Then I went back to the spa for another round. Then I went and lounged in my room for a bit, worked on a blog post and had dinner. Then I went back for – you guessed it – another round. I didn’t leave the hotel once the entire day.
“Well, that’s not very outdoor adventure-y of you.”
You’re absolutely right. It’s not. This weekend turned out to be entirely inside. I lounged, I wasted time, I was lazy. And honestly, it was wonderful. I’m always so GO-GO-GO that it was nice to finally stop. Not just slow down, but come to a complete stop. And it was also nice to pause the expectations I set for me, of always being outside or doing what I can to get me outside.
In this day and age, there is pressure to always be on the move. Productivity is celebrated and laziness is villainized. While this is still a theme constant in my current professional life, it was helpful for me to experience a weekend of slow-paced nothingness and just relax. Maybe it should be -36 C more often. Anyone else enjoy the occasional lazy weekend or two? What do you do to unwind?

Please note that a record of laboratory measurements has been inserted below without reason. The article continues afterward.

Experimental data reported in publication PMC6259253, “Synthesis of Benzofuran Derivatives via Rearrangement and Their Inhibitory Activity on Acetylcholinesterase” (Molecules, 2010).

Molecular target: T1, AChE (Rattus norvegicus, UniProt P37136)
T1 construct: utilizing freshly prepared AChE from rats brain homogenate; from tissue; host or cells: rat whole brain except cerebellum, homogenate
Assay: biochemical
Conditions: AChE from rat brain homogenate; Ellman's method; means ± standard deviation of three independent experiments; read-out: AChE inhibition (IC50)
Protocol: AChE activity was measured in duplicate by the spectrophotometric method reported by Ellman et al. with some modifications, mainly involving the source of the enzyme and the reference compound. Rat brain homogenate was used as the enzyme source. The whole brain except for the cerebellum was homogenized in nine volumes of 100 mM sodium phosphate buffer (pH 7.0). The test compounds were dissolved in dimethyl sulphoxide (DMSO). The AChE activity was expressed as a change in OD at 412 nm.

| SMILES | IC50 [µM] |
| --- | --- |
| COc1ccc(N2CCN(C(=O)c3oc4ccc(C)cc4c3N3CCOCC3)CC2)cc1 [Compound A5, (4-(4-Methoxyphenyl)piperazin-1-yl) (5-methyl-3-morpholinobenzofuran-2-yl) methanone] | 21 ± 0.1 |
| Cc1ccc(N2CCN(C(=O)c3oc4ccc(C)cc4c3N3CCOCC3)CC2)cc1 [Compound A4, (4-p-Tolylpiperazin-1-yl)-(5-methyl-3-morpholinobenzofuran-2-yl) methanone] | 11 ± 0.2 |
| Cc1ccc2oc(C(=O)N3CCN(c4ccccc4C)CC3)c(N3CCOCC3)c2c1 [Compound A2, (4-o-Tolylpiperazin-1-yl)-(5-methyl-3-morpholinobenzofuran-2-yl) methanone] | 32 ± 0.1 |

More of my many misadventures
Stranded in a forest without cell service (and all the road trip mistakes that led me to this point)
A Change of Plans Gone Right: Kayaking with Baby Seals in Abel Tasman
How a flaming wooden dog gave me a social life in the Arctic
I have had, most certainly, without a doubt, the WORST experience you could ever have with bug bites
Note: I think it’s pretty obvious, but just to be clear, I was not sponsored by any of the companies mentioned in this post. However, there may be affiliate links, meaning if you book a trip through one of the links I may earn a small commission (at no cost to you).